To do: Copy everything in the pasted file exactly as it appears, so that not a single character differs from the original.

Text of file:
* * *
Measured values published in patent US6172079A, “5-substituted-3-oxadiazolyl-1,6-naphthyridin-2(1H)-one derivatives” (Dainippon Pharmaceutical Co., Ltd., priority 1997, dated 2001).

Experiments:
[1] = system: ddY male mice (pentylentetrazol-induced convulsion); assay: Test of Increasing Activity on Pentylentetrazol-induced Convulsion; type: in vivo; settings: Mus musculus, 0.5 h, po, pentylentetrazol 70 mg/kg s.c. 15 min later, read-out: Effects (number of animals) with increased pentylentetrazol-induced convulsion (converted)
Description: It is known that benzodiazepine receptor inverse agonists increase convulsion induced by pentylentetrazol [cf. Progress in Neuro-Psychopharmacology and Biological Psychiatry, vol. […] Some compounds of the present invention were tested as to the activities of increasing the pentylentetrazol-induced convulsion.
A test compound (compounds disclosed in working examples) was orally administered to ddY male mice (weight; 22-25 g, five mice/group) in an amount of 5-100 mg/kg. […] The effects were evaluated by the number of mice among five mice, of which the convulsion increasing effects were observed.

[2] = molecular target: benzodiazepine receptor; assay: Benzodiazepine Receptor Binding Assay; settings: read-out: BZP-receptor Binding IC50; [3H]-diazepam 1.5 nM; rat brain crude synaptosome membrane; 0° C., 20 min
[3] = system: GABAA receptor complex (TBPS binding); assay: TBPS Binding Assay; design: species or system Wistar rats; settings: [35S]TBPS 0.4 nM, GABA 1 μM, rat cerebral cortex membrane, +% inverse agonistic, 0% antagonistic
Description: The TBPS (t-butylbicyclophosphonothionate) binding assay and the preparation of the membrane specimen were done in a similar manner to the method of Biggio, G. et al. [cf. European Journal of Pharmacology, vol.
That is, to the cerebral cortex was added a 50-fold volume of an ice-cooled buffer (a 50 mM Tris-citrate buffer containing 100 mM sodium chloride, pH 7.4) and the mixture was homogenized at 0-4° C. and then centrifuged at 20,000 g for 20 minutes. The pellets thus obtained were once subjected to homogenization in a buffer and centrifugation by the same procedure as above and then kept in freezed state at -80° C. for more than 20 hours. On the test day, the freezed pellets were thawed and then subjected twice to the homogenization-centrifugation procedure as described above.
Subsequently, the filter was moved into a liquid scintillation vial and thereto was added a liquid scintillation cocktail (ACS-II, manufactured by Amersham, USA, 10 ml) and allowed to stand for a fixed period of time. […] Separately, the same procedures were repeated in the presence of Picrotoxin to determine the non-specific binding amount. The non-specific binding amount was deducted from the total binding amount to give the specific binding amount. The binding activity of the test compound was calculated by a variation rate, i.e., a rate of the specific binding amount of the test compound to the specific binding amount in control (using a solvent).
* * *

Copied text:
Measured values published in patent US6172079A, “5-substituted-3-oxadiazolyl-1,6-naphthyridin-2(1H)-one derivatives” (Dainippon Pharmaceutical Co., Ltd., priority 1997, dated 2001).

Experiments:
[1] = system: ddY male mice (pentylentetrazol-induced convulsion); assay: Test of Increasing Activity on Pentylentetrazol-induced Convulsion; type: in vivo; settings: Mus musculus, 0.5 h, po, pentylentetrazol 70 mg/kg s.c. 15 min later, read-out: Effects (number of animals) with increased pentylentetrazol-induced convulsion (converted)
Description: It is known that benzodiazepine receptor inverse agonists increase convulsion induced by pentylentetrazol [cf. Progress in Neuro-Psychopharmacology and Biological Psychiatry, vol. […] Some compounds of the present invention were tested as to the activities of increasing the pentylentetrazol-induced convulsion.
A test compound (compounds disclosed in working examples) was orally administered to ddY male mice (weight; 22-25 g, five mice/group) in an amount of 5-100 mg/kg. […] The effects were evaluated by the number of mice among five mice, of which the convulsion increasing effects were observed.

[2] = molecular target: benzodiazepine receptor; assay: Benzodiazepine Receptor Binding Assay; settings: read-out: BZP-receptor Binding IC50; [3H]-diazepam 1.5 nM; rat brain crude synaptosome membrane; 0° C., 20 min
[3] = system: GABAA receptor complex (TBPS binding); assay: TBPS Binding Assay; design: species or system Wistar rats; settings: [35S]TBPS 0.4 nM, GABA 1 μM, rat cerebral cortex membrane, +% inverse agonistic, 0% antagonistic
Description: The TBPS (t-butylbicyclophosphonothionate) binding assay and the preparation of the membrane specimen were done in a similar manner to the method of Biggio, G. et al. [cf. European Journal of Pharmacology, vol.
That is, to the cerebral cortex was added a 50-fold volume of an ice-cooled buffer (a 50 mM Tris-citrate buffer containing 100 mM sodium chloride, pH 7.4) and the mixture was homogenized at 0-4° C. and then centrifuged at 20,000 g for 20 minutes. The pellets thus obtained were once subjected to homogenization in a buffer and centrifugation by the same procedure as above and then kept in freezed state at -80° C. for more than 20 hours. On the test day, the freezed pellets were thawed and then subjected twice to the homogenization-centrifugation procedure as described above.
Subsequently, the filter was moved into a liquid scintillation vial and thereto was added a liquid scintillation cocktail (ACS-II, manufactured by Amersham, USA, 10 ml) and allowed to stand for a fixed period of time. […] Separately, the same procedures were repeated in the presence of Picrotoxin to determine the non-specific binding amount. The non-specific binding amount was deducted from the total binding amount to give the specific binding amount. The binding activity of the test compound was calculated by a variation rate, i.e., a rate of the specific binding amount of the test compound to the specific binding amount in control (using a solvent).